Many Medicare recipients rely on durable medical equipment like mobility aids to get around every day. They are essential for helping some people maintain their independence and quality of life. A mobility aid is a piece of equipment that can help people who have difficulty walking by themselves, and walkers, wheelchairs, or rollators are popular. But, do Medicare benefits extend to these pieces of equipment, or do you have to pay for them yourself? Read on to find out.

What is a Rollator?

A rollator has a durable frame as you’d find on a traditional walker, but it has three or four big wheels on the base instead of legs. You’ll typically get handlebars with a comfortable grip, and some include durable seats where you can take a rest when you’re out and about. The seat can double as a storage compartment by lifting it to reveal the basket underneath, or you could have a basket attached to the frame.

Depending on the rollator, you can get different features. One of the first essential features across each brand is adjustable handlebars. This allows you to adjust your new rollator to fit your arm requirements and height, and it’s critical to ensure your safety. You can adjust some rollators to be useful for adults or children.

Weight capacity is the second important consideration you want to keep in mind. Standard setups can safely support up to 250 pounds. However, there are other options that can support up to 500 pounds safely. Handbrakes help to increase your safety, and you can engage them when you rest or to keep your rollator from getting away from you.

Does Medicare Part B Cover Durable Medical Equipment?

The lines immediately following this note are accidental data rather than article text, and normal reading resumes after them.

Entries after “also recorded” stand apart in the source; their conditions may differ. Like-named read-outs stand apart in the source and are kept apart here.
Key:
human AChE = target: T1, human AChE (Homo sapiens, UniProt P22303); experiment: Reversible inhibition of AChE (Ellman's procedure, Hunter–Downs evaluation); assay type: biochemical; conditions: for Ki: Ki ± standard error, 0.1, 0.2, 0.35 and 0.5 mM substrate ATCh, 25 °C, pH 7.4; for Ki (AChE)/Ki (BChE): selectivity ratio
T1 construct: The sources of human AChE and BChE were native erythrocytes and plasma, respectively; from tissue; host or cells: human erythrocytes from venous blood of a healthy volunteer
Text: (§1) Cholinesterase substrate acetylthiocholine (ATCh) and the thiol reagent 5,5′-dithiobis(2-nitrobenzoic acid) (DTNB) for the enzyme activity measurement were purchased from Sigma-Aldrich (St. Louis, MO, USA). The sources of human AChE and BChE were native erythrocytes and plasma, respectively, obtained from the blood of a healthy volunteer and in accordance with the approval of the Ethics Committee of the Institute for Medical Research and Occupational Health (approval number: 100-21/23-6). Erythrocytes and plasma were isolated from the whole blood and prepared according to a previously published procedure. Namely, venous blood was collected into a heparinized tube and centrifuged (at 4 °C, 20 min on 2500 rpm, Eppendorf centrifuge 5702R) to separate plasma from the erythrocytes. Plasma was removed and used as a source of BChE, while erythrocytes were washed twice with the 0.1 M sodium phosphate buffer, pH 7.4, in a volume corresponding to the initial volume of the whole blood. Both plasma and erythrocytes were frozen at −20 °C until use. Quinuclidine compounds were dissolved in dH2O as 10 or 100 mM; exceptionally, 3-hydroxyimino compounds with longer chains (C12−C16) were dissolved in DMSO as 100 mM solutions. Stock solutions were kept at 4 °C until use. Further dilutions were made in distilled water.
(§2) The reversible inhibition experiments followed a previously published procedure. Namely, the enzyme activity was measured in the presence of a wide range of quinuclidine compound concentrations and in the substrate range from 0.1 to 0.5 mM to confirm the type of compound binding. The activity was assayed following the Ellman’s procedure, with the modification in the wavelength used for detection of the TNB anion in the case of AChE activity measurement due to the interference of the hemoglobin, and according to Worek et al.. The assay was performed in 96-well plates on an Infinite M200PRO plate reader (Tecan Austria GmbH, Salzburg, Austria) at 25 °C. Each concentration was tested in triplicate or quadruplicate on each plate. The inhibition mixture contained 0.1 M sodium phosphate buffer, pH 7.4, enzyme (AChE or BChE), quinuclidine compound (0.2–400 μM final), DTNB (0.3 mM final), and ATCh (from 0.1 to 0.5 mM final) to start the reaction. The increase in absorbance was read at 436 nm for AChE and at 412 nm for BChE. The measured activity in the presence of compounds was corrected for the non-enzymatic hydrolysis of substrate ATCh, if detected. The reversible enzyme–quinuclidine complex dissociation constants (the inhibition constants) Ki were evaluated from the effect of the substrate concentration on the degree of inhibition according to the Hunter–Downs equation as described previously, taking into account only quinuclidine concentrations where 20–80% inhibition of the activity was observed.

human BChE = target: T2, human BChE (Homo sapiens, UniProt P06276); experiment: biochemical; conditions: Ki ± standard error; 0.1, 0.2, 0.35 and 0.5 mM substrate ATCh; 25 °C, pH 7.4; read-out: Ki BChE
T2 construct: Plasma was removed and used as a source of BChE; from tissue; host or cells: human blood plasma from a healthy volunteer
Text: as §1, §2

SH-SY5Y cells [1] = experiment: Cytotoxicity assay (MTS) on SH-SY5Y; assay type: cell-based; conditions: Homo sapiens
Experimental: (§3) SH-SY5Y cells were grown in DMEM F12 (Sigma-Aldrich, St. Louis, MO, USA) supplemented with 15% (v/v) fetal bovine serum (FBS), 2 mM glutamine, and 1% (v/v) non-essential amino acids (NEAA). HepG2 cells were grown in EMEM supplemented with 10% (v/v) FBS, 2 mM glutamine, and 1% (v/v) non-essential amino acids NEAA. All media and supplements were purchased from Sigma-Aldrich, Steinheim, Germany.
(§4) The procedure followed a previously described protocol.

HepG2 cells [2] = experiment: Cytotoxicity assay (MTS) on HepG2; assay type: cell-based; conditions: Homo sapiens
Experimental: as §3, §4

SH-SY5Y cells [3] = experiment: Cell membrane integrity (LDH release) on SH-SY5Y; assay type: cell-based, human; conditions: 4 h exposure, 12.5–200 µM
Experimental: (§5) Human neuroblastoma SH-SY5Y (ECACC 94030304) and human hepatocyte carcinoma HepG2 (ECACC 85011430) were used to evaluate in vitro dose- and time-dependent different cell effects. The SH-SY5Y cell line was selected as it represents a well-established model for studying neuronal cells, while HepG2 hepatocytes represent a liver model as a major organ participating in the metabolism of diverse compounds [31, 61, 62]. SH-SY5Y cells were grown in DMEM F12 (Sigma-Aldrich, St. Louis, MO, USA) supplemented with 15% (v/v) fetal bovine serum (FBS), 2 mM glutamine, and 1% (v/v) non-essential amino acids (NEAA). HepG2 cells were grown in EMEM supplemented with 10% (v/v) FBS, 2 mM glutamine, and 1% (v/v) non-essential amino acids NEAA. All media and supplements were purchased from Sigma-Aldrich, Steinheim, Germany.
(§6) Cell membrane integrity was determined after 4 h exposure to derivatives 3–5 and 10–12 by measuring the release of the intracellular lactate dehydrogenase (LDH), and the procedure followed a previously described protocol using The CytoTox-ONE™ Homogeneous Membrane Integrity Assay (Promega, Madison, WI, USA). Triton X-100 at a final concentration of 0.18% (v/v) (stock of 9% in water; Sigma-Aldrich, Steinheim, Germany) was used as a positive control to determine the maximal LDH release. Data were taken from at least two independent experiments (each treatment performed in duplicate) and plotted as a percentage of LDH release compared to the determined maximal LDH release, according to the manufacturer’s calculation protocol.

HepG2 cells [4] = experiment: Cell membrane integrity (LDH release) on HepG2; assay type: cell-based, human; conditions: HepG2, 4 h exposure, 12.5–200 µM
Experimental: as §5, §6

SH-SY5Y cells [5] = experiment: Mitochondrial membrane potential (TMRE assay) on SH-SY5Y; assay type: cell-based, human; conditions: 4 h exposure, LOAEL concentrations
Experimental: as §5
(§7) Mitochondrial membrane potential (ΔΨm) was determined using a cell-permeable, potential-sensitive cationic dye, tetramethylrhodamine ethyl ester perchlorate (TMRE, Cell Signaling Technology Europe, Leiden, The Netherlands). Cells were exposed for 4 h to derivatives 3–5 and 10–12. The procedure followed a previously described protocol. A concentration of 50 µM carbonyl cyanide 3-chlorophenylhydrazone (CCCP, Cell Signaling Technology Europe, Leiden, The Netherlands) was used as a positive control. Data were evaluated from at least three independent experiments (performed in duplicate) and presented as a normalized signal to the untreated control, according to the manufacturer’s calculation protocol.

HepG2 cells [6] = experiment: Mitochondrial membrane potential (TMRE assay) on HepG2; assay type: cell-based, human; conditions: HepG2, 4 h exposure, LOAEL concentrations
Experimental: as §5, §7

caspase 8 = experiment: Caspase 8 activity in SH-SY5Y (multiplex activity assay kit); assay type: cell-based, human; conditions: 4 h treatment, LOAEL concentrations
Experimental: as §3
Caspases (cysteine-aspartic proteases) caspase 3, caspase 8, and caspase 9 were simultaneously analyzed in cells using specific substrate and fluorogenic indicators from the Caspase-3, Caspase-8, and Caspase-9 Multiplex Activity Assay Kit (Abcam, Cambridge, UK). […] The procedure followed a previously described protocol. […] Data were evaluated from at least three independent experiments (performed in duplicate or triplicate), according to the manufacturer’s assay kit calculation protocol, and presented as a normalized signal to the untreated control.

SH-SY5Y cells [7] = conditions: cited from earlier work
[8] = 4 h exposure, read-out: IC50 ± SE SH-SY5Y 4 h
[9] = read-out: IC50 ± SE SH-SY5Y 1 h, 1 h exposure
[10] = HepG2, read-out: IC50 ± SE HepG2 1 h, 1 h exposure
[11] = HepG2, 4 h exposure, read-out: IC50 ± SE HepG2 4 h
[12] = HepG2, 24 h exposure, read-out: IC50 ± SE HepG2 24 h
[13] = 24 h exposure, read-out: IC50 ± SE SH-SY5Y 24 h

The short answer is yes. Your Medicare Part B benefits will cover a three-wheeled walker and other assistive equipment. However, there are important stipulations you have to meet in order for Medicare to cover the cost. These stipulations include:

  • Accept Medicare Assignment – Finally, both the three-wheeled walker supplier and your doctor have to accept a Medicare assignment. If one or the other doesn’t, it could fall to you to either find another doctor, supplier, or three-wheeled walker.
  • Medically Necessary – Your provider must declare that the three-wheeled walker is medically necessary. Medicare considers durable medical equipment to be medically necessary if you need these items to treat or diagnose a condition, injury, illness, disease, or symptoms. Only a qualified medical professional can make this determination, and they have to put it in writing.
  • Prescribed by a Doctor – Just like your prescription medication, your doctor must prescribe or order your three-wheeled walker. If they don’t, your Medicare benefits won’t cover the cost, and you’ll have to pay for it out of your own pocket.

How Much Your Three-Wheeled Walker Can Cost

Even though Medicare will cover the cost of the rollator, you might still have to pay at least some out of pocket costs. The first cost would be your Part B premium. In 2019, the Part B premium was around $136 per month.

The second cost is your Part B deductible, and this was $185 in 2019. Your coverage for your rollator won’t kick in until you satisfy your deductible. If you’ve already paid your deductible, you usually have to pay 20% of the rollator’s cost.

If you have any questions about getting a three-wheeled walker, your doctor can typically answer your questions or start the necessary paperwork for you. They’ll work with you to help ensure your Medicare benefits cover your three-wheeled walker.

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